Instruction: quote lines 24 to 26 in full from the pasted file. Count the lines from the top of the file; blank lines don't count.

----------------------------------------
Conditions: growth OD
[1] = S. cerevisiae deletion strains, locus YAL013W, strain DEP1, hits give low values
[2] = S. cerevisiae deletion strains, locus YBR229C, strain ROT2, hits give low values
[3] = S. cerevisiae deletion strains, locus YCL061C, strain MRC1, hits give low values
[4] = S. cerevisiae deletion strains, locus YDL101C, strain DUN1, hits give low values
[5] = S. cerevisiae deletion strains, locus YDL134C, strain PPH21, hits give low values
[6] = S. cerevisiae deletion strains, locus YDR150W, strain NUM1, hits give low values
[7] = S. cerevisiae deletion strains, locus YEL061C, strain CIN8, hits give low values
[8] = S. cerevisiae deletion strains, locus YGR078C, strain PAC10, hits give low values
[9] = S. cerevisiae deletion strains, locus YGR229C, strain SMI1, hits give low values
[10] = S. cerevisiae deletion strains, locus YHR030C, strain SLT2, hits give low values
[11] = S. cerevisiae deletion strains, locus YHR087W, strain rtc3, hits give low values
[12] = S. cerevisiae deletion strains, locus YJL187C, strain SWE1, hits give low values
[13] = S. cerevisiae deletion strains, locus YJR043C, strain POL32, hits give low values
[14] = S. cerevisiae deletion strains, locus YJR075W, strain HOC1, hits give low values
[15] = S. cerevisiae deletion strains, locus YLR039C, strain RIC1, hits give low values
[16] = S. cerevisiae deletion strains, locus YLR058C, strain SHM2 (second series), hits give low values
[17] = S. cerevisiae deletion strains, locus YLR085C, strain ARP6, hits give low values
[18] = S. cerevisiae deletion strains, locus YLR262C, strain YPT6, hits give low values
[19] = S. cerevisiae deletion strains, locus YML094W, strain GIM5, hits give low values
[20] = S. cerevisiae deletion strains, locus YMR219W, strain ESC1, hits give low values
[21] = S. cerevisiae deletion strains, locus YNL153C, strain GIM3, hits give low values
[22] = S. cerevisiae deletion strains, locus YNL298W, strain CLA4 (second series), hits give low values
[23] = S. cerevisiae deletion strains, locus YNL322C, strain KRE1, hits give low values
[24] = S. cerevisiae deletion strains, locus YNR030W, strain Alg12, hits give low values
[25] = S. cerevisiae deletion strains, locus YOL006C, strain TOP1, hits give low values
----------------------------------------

[23] = S. cerevisiae deletion strains, locus YNL322C, strain KRE1, hits give low values
[24] = S. cerevisiae deletion strains, locus YNR030W, strain Alg12, hits give low values
[25] = S. cerevisiae deletion strains, locus YOL006C, strain TOP1, hits give low values